Robert is known mostly as being in the Delta Blues category of music, and known for making a sort of other "voice" with the guitar ... which B.B. King later perfected (B.B. last video at bottom of post). Robert though, was also known in the day to play a very wide variety of music, so not just blues, it included folk, jazz and country as well ... or just whatever was popular at the time ... whether playing on a street corner for money, or playing at jook joints in the south, Robert would just play whatever people liked, period ... he was not fixed on one particular thing or style. At the same time, Robert never was very popular except in those small circles where he played and traveled. Many prominent black artists many years after Robert's death, didnt even know who Robert Johnson was ... it was actually young white artists that sought out and embraced his music most in the early 1960's ... Robert lived most of his life as a unknown ... and not making much money either, and back in them dayz, black artists didnt even get royalties or the recognition they should have. Those artists that embraced and rewrote, rearranged and brought so much atencion to Robert later ... were young white musicians and skiffle bands mostly out of the UK, and several American, who were blown away at such a young age when they heard some of the blues genres of music from black artists coming out of the southern United States, it inspired them big time. The early classic rock artists basically took those compositions, redone them with a sped up tempo, replacing acoustic guitar by incorporating heavily amplified progressive blues with solid body electric guitars, added intense percussion rhythms, etc ... for example, listen to the bluesy rock guitar work of Billy Gibbons or Angus Young today, great stuff too. With that inspiration came the British Invasion of rock music and the basic ingredients formula of what would become later hard rock and metal rock.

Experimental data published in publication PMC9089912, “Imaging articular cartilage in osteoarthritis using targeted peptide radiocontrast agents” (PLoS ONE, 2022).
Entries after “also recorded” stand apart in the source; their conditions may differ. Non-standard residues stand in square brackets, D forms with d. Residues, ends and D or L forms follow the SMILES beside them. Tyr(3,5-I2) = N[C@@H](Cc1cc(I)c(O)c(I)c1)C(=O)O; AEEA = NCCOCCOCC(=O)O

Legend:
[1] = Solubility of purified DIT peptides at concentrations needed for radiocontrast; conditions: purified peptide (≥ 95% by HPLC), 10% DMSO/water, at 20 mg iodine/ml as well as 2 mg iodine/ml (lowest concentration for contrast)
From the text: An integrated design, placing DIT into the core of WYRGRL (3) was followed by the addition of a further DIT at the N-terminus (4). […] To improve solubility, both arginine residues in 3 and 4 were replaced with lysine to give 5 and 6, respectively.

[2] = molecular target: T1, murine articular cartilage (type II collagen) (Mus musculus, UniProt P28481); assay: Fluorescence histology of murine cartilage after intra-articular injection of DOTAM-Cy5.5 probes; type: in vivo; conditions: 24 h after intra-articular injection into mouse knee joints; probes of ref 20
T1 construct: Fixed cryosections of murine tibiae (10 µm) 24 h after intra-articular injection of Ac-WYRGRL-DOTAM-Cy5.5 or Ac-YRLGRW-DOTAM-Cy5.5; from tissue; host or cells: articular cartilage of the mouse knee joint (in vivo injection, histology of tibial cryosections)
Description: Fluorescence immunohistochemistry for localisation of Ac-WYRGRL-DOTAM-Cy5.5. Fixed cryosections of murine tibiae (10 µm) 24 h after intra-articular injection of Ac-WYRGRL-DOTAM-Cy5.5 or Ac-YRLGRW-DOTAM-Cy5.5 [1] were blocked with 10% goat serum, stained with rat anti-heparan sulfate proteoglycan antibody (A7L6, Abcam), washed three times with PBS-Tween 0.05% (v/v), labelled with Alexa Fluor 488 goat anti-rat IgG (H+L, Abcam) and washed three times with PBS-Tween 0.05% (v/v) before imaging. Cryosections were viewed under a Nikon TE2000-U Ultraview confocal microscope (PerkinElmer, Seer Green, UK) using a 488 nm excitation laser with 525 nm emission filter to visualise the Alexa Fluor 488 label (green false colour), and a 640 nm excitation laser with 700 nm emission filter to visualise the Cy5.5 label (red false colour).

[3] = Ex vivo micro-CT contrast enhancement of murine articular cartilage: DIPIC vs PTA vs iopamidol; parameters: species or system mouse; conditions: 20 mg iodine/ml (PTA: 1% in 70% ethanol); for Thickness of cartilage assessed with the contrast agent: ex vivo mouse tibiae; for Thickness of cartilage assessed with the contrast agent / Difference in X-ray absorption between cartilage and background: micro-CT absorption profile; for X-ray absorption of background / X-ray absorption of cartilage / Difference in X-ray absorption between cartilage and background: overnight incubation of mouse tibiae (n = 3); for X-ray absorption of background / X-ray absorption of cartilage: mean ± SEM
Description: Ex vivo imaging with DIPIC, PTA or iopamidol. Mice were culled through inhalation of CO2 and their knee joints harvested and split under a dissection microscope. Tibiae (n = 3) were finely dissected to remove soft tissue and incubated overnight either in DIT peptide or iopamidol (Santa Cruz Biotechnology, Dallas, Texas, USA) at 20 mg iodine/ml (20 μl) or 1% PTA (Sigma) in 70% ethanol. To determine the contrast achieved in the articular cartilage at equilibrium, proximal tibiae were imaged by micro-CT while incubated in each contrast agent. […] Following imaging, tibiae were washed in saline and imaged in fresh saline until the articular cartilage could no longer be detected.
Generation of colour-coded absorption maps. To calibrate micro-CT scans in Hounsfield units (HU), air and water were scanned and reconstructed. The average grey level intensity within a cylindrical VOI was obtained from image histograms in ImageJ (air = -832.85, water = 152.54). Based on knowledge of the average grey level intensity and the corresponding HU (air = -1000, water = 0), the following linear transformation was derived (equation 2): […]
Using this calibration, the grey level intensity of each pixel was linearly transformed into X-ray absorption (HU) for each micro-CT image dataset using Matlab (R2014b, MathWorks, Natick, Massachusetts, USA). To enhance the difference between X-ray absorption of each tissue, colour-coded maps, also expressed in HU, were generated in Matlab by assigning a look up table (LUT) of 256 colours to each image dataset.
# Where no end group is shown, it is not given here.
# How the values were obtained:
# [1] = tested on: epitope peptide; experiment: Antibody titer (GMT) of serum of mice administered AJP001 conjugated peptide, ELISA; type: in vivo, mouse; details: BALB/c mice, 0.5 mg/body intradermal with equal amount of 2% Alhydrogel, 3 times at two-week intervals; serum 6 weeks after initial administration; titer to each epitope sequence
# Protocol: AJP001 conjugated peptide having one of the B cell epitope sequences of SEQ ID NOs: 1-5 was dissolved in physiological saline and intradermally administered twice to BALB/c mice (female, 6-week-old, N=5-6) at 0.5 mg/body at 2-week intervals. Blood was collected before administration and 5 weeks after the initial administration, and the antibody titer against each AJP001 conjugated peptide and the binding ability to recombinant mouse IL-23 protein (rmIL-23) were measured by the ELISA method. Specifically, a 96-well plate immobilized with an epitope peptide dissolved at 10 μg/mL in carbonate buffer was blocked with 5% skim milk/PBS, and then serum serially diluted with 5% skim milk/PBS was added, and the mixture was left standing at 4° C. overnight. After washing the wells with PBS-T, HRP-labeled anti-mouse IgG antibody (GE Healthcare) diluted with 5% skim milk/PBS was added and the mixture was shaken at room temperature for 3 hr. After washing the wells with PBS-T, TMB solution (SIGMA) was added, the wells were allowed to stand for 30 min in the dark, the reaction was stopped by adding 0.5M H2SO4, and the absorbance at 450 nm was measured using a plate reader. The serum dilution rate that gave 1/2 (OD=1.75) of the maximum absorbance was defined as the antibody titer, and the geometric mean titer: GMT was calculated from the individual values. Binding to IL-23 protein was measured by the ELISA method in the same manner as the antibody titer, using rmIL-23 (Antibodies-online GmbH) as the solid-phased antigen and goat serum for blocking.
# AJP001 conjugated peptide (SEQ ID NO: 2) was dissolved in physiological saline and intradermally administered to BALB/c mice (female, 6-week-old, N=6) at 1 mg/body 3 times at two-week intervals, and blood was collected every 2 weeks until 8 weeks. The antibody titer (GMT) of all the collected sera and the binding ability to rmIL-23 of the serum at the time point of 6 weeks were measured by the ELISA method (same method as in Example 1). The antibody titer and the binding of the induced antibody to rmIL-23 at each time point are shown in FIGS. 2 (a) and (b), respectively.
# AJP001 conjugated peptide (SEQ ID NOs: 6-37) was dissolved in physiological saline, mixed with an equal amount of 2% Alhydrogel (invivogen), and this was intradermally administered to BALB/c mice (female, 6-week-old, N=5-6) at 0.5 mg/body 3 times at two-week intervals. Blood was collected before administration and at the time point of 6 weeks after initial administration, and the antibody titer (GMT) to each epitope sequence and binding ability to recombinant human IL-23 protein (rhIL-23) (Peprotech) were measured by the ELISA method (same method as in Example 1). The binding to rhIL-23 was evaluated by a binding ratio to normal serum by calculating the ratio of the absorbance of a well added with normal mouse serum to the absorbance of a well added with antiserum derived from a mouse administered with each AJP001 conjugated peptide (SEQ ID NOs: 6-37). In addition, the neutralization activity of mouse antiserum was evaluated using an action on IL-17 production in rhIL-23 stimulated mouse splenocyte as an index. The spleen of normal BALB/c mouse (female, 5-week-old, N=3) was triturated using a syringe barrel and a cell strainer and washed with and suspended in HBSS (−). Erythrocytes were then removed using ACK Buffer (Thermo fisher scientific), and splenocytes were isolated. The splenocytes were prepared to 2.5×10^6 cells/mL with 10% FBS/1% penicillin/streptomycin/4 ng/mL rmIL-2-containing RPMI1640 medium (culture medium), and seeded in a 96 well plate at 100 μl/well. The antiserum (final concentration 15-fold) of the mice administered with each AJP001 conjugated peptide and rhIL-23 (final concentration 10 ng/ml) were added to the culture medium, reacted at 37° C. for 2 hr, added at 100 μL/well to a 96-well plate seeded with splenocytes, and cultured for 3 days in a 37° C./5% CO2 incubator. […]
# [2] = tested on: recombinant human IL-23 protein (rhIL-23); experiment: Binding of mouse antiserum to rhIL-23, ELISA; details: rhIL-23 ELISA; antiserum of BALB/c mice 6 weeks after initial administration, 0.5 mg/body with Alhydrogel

DEVIL IN DETAIL & MYTHS: All in all, despite all the stuff "these dayz" out there on Robert Johnson, much is speculation in my view, because of the mystery of sort about him, being the lack of history on him. I see Robert as a very influential figure in music, who was in his own way, just a simple man with a fairly decent education, that loved to travel around the country starting at a young age, no doubt loved to just have fun, live life to the fullest possible and play music ... and truly a romantic and rolling stone type, a lifestyle many of us could relate to. Robert may play some and walk away, and folks wouldnt see him again for weeks or months, or have any idea where he went or is, including fellow musicians. Much is told about these dayz even, of the story where Robert went to the crossroads in Mississippi where he met with the Devil, the Devil tuned Robert's guitar, played a couple pieces and gave the guitar back to Robert in exchange for Robert's soul, to give Robert fame, and the ability to be the major blues master and influence he is ... it's after that alleged meeting, that Robert started his recording sessions in Texas. I also credit much of this myth, to the reason why the "Devil" name is so strong in rock music actually ... and the part of selling your soul to gain success in that industry. Understand that back in Robert's time, especially in a place like Mississippi ... a state saturated in ghost stories and such (I also had the opportunity years back to play blues with blues artists in Mississippi), when you played any music, that was upbeat type music and made folks dance, or may not have had the usual christian gospel influence in it, it was looked at as music of the Devil by many folks ... christian fundamoralists still think that way to this day ... the talk about the Devil and Robert, like almost being one in the same is endless, especially today.